Protesters are a pain for government in general, and the Pentagon in particular. But the armed services ought to be able to suck up a protest even on land that is part of a military base so long as it’s nonviolent and doesn’t pose a threat to security.
That was my takeaway from arguments in the Supreme Court on Wednesday arising from the conviction of antiwar protester John Dennis Apel. In 2010, Apel engaged in a peaceful protest on a stretch of Pacific Coast Highway that passes through Vandenberg Air Force Base. The problem was that he was violating an order barring him from the base for vandalism (on a previous occasion he had thrown blood on a “welcome” sign at the base) and trespassing.
Alas, the justices weren’t focusing on the wisdom of the Air Force in going after Apel or even on whether his constitutional free-speech rights were violated. (“You keep sliding into the 1st Amendment issue,” Justice Antonin Scalia told Apel’s lawyer, Erwin Chemerinsky. “You can raise it, but we don’t have to listen to it.”)
Rather, the issue was whether the road where Apel protested was a part of Vandenberg for legal purposes, meaning that he could be excluded from it. The U.S. 9th Circuit Court of Appeals ruled for Apel on the grounds that the Air Force didn’t have exclusive possession of the area; it shares practical control with state and local authorities.
But most justices seemed to have a problem with that argument; the military provides access to lots of people to its installations while retaining ownership. Justice Stephen G. Breyer cited the example of a public utility worker who comes on to the base to read a meter. He asked Chemerinksiy if that meant protesters also had to be admitted to “the heart of the military base.”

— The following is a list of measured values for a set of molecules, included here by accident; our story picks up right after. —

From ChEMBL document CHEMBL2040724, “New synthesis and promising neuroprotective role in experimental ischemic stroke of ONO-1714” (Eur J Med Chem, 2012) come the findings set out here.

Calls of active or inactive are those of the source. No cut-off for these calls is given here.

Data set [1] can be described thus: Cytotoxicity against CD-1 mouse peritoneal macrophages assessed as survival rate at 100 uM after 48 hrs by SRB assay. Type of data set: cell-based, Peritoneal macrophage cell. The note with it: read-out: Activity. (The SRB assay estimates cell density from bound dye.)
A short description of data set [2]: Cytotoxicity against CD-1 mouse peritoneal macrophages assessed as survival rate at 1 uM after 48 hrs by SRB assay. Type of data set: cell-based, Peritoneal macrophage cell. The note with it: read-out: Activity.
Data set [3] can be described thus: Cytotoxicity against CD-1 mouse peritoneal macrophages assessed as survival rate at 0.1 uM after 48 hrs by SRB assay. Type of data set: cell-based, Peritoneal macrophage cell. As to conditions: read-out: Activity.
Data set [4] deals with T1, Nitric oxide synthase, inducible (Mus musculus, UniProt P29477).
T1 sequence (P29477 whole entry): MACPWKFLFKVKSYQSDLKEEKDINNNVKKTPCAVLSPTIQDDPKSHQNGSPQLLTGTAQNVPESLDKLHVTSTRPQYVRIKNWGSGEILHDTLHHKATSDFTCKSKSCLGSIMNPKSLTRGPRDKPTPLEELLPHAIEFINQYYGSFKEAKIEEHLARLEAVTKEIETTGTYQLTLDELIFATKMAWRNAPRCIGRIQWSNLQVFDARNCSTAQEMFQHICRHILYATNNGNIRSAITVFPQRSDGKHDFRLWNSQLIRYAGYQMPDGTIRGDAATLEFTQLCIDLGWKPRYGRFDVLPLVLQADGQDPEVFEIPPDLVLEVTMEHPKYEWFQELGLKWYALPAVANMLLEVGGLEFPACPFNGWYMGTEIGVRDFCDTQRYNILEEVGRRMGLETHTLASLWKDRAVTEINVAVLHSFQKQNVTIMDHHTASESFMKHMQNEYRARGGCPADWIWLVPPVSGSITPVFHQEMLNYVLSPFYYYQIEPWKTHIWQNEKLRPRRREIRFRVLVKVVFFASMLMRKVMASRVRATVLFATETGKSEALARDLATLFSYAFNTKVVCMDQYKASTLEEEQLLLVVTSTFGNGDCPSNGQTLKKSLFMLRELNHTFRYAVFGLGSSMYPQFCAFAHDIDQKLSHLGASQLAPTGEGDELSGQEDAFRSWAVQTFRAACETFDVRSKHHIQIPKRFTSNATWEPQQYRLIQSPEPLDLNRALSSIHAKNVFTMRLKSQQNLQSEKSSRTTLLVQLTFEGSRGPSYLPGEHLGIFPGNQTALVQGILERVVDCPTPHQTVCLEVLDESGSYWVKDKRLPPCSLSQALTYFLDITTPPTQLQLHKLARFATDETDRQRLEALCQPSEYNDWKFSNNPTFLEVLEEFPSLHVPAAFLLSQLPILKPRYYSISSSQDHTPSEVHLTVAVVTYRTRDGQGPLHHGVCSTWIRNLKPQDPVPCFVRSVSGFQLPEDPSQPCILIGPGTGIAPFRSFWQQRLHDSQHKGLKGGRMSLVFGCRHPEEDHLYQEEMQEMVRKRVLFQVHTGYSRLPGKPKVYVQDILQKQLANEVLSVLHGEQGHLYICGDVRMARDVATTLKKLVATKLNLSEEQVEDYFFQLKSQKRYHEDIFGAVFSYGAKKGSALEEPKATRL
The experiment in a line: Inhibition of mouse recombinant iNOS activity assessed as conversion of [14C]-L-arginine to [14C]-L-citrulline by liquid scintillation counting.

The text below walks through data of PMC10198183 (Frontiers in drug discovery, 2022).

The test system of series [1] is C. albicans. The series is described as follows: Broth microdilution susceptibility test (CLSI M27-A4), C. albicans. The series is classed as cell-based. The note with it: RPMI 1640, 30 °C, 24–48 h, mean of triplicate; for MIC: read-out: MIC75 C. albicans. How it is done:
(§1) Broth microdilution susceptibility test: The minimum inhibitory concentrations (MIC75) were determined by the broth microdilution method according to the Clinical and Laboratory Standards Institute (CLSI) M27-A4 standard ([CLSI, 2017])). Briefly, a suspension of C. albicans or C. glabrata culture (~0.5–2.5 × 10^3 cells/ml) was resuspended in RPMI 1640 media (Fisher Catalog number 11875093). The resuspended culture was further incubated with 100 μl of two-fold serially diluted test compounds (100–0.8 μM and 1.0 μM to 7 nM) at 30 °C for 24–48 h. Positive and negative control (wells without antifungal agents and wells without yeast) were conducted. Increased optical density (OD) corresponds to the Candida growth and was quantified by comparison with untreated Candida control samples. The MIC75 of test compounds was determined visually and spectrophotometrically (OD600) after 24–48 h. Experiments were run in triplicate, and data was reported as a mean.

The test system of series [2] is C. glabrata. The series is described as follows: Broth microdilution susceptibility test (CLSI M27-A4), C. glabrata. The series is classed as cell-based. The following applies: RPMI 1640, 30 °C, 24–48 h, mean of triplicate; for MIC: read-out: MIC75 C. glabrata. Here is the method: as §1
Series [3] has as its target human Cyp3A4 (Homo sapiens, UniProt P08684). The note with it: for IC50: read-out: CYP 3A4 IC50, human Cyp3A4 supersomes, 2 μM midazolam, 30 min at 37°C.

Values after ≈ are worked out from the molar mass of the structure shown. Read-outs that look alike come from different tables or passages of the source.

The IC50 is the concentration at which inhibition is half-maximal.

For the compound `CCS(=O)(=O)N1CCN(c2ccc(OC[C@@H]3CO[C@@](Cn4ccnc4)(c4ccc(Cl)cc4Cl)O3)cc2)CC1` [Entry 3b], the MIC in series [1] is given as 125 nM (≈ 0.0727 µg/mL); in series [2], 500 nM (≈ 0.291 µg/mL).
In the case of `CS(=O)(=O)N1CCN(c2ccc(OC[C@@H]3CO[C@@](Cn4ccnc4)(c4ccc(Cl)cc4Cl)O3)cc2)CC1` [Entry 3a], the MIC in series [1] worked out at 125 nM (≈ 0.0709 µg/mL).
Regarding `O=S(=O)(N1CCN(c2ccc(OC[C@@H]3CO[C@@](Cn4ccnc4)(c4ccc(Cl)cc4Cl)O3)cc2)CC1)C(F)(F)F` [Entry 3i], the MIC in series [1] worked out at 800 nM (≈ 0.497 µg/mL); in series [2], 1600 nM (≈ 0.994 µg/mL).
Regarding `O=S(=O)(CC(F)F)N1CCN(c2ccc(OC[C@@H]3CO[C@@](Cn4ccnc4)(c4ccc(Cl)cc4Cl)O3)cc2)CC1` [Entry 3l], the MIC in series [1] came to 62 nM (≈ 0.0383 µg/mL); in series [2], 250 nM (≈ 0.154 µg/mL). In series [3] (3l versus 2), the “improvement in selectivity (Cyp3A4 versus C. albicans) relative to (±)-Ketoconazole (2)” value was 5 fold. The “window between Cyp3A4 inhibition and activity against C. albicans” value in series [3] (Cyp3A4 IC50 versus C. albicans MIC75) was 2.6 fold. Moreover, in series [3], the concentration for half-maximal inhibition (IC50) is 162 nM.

Chemerinsky argued that the “United States wants it both ways” because it claims control over the road where the protest took place but allows the state to maintain the road. To which Scalia replied: “They’re entitled to have it both ways. It’s their base.”
So it doesn’t look as if the court is going to rule in favor of Apel, and that may be the right resolution of the legal issue. But this case shouldn’t have been brought in the first place. Not only was his protest peaceful, it took place in an area that had been designated a protest site as long ago as 1989. His conviction violated the spirit if not the letter of the 1st Amendment.
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